I read this novel because I watched someone react to it – she kept laughing. The premise (“it isn’t easy being autistic”) isn’t funny. I enjoyed The Rosie Project much more than I expected. It’s funny AND engaging.
Don Tillman is an autistic genius with a research and teaching appointment in genetics at an Australian university. He knows that his social skills are lacking. Deciding that life would be better with a wife, he designs a questionnaire that he expects will find him the ideal candidate. He also knows he needs practice in dating and socializing. A friend throws a “wildcard” candidate at him. Rosie fails to qualify according to several of Don’s criteria, but she attracts his interest.
Don refers to his quest as The Wife Project. Rosie has a quest of her own, The Father Project. She wants to find her genetic father.
Don and Rosie adventure boldly together, despite the confusion generated by their wildly different mental habits, and form an intense romantic bond.
Recently I read an article (on Facebook?) about the concept of “cognitive diversity”. It has been suggested that problem solving by groups would be improved by the intentional inclusion of people on the autism spectrum. In theory, the differences in the world view should improve decision making outcomes.
I have a further suggestion. What about brain injury survivors? Surely a person who makes a comeback from a major brain injury has a brain that is “different”, with major use of alternative pathways and other “work arounds”. Might he or she see something important in a situation that others would miss?
Meanwhile, I’m going to download Simsion’s next book, The Rosie Effect, against my next train trip or rainy afternoon. Or for when I need a good laugh.
I’ve been on a re-reading jag, and this series, published between 1930 and 1963, was a pleasure to revisit. If you are a mystery fan, check out Arthur Upfield. His novels will also appeal to those who love
- Travel (Australia)
The books I re-read were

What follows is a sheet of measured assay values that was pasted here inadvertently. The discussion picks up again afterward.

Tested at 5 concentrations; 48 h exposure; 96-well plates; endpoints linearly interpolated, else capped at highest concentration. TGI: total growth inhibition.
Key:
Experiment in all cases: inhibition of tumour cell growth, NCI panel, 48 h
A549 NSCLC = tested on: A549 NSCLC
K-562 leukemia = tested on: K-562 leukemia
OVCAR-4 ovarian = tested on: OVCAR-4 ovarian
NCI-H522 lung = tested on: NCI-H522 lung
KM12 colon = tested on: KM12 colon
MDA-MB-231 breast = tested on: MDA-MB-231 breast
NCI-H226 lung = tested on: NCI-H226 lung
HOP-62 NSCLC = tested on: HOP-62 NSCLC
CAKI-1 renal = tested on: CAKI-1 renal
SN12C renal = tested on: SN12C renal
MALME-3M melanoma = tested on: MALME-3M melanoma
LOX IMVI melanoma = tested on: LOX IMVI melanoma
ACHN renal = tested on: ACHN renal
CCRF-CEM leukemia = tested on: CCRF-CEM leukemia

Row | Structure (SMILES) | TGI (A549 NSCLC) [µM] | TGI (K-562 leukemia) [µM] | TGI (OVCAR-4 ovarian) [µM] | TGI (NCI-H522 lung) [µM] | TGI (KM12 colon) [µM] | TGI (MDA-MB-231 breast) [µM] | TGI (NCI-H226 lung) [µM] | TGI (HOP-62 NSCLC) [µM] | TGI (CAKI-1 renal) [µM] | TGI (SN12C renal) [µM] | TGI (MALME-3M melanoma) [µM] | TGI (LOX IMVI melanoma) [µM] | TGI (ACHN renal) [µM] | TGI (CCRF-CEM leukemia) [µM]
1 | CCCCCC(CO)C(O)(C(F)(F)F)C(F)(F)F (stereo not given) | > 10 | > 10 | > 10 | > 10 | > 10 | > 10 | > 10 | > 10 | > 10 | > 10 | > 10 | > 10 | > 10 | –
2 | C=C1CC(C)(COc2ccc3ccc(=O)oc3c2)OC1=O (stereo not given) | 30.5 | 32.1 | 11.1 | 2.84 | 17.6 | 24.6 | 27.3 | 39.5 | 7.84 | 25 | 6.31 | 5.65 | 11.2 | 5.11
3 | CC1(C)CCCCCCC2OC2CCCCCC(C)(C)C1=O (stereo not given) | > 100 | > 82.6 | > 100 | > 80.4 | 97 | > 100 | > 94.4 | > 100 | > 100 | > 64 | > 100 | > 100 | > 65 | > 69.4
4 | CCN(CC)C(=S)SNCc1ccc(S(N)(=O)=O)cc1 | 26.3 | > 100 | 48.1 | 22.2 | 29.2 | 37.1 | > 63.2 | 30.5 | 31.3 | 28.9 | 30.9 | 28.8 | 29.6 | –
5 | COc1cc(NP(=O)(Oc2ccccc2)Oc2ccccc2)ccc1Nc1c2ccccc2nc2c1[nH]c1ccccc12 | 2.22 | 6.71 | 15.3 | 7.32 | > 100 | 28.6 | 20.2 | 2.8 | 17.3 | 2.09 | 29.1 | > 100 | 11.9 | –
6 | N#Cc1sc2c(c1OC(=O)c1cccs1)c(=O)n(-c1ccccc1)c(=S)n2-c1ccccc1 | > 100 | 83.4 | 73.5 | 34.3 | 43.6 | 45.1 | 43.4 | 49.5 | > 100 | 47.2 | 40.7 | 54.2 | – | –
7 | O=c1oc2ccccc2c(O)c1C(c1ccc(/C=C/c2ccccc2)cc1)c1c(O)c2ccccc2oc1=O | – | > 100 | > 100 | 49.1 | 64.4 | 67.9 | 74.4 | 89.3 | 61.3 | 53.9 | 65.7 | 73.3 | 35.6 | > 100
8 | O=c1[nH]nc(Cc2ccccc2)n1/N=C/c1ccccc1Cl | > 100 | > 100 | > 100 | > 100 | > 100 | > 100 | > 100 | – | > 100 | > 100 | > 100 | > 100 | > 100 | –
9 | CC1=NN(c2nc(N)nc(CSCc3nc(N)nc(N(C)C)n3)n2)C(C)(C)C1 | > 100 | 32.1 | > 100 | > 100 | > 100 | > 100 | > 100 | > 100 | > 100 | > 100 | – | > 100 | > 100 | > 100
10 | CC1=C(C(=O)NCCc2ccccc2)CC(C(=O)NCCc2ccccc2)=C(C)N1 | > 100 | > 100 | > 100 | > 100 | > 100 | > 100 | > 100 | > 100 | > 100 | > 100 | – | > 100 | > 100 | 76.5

- The Mountains Have a Secret
- Sinister Stones
- The Bushman Who Came Back
What is a man named Napoleon Bonaparte doing in Australia? Upfield’s detective hero is (in the words of his time), a half breed, son of an aboriginal woman and a European father, raised and educated to take full advantage of the wisdom of two highly divergent cultures. The capstone of his education was a three year period when he “went bush”, living off the land and becoming an initiated member of his mother’s tribe.
The interactions between these two cultures sets the framework for Upfield’s plots. The stunning, strange Australian landscape provides the background. And Upfield creates wonderful, eccentric characters.
Detective Inspector Napoleon Bonaparte always gets his man. (If he created a female criminal, I’ve missed her.) Along the way, he breaks rules, takes chances and uses mysterious aboriginal wisdom.
If you want to get happily and completely lost in a book, try Upfield. But I’m warning you, the urge to max out your credit card and travel to Australia RIGHT NOW may be overwhelming!
I started out with one good reason to read this book, and one reason not to.
Of course I am likely to read a book with my name in the title. “ALICE” is not a common name.
But I would generally not choose to read a book in which BRAIN INJURY is a prominent theme. I dealt with that in real life – I don’t need to pile fiction on top of it. I already know too much.
But here was this novel, handed along by a friend, and said to be funny, gripping, etc. So I plunged in!
The “Alice” of the title, a thirty something mother of three who is separated but not divorced, falls and bangs her head in the midst of a gym workout. TEN YEARS of her memory is obliterated. As she rediscovers her lost decade, she has an opportunity for a “rewind” that few ever encounter. Despite pitfalls and complications and new relationships, she and her husband get back together and rebuild their damaged marriage.
I’ll skip the medical critique. I guess they do things differently in Australia.
This turned out to be a pretty good read. I’ll pass it along the next time a friend needs something to take on a plane.